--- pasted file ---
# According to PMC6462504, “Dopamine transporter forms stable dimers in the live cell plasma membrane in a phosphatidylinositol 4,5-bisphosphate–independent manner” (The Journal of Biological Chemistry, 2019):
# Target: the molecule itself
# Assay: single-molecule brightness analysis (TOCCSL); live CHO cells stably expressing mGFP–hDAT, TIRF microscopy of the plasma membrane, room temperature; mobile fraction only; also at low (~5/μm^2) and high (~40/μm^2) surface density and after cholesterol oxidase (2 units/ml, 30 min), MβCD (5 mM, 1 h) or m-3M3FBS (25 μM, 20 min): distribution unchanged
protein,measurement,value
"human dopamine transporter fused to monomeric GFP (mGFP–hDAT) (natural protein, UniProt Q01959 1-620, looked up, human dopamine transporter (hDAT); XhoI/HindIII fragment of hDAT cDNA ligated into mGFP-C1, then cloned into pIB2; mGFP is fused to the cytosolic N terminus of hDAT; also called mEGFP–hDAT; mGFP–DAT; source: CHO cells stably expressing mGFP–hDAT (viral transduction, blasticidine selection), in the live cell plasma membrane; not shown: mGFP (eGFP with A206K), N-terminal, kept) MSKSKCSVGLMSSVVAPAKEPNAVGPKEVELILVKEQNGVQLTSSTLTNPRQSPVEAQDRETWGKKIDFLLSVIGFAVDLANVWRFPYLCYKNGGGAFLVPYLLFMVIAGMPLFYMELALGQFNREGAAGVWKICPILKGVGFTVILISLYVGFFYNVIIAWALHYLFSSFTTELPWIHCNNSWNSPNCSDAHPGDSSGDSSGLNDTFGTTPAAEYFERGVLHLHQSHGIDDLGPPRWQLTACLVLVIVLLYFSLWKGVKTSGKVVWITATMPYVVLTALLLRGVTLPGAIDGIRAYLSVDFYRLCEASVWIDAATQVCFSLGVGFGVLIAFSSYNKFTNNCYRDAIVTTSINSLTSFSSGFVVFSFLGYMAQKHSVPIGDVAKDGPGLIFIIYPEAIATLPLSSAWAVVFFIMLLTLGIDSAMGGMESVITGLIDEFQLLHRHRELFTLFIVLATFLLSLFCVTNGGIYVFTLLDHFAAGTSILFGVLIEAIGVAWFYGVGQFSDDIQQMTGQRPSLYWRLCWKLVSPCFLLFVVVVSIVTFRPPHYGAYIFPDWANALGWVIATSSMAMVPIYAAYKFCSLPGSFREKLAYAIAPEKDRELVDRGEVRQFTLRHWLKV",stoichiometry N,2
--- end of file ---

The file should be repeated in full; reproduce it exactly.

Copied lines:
# According to PMC6462504, “Dopamine transporter forms stable dimers in the live cell plasma membrane in a phosphatidylinositol 4,5-bisphosphate–independent manner” (The Journal of Biological Chemistry, 2019):
# Target: the molecule itself
# Assay: single-molecule brightness analysis (TOCCSL); live CHO cells stably expressing mGFP–hDAT, TIRF microscopy of the plasma membrane, room temperature; mobile fraction only; also at low (~5/μm^2) and high (~40/μm^2) surface density and after cholesterol oxidase (2 units/ml, 30 min), MβCD (5 mM, 1 h) or m-3M3FBS (25 μM, 20 min): distribution unchanged
protein,measurement,value
"human dopamine transporter fused to monomeric GFP (mGFP–hDAT) (natural protein, UniProt Q01959 1-620, looked up, human dopamine transporter (hDAT); XhoI/HindIII fragment of hDAT cDNA ligated into mGFP-C1, then cloned into pIB2; mGFP is fused to the cytosolic N terminus of hDAT; also called mEGFP–hDAT; mGFP–DAT; source: CHO cells stably expressing mGFP–hDAT (viral transduction, blasticidine selection), in the live cell plasma membrane; not shown: mGFP (eGFP with A206K), N-terminal, kept) MSKSKCSVGLMSSVVAPAKEPNAVGPKEVELILVKEQNGVQLTSSTLTNPRQSPVEAQDRETWGKKIDFLLSVIGFAVDLANVWRFPYLCYKNGGGAFLVPYLLFMVIAGMPLFYMELALGQFNREGAAGVWKICPILKGVGFTVILISLYVGFFYNVIIAWALHYLFSSFTTELPWIHCNNSWNSPNCSDAHPGDSSGDSSGLNDTFGTTPAAEYFERGVLHLHQSHGIDDLGPPRWQLTACLVLVIVLLYFSLWKGVKTSGKVVWITATMPYVVLTALLLRGVTLPGAIDGIRAYLSVDFYRLCEASVWIDAATQVCFSLGVGFGVLIAFSSYNKFTNNCYRDAIVTTSINSLTSFSSGFVVFSFLGYMAQKHSVPIGDVAKDGPGLIFIIYPEAIATLPLSSAWAVVFFIMLLTLGIDSAMGGMESVITGLIDEFQLLHRHRELFTLFIVLATFLLSLFCVTNGGIYVFTLLDHFAAGTSILFGVLIEAIGVAWFYGVGQFSDDIQQMTGQRPSLYWRLCWKLVSPCFLLFVVVVSIVTFRPPHYGAYIFPDWANALGWVIATSSMAMVPIYAAYKFCSLPGSFREKLAYAIAPEKDRELVDRGEVRQFTLRHWLKV",stoichiometry N,2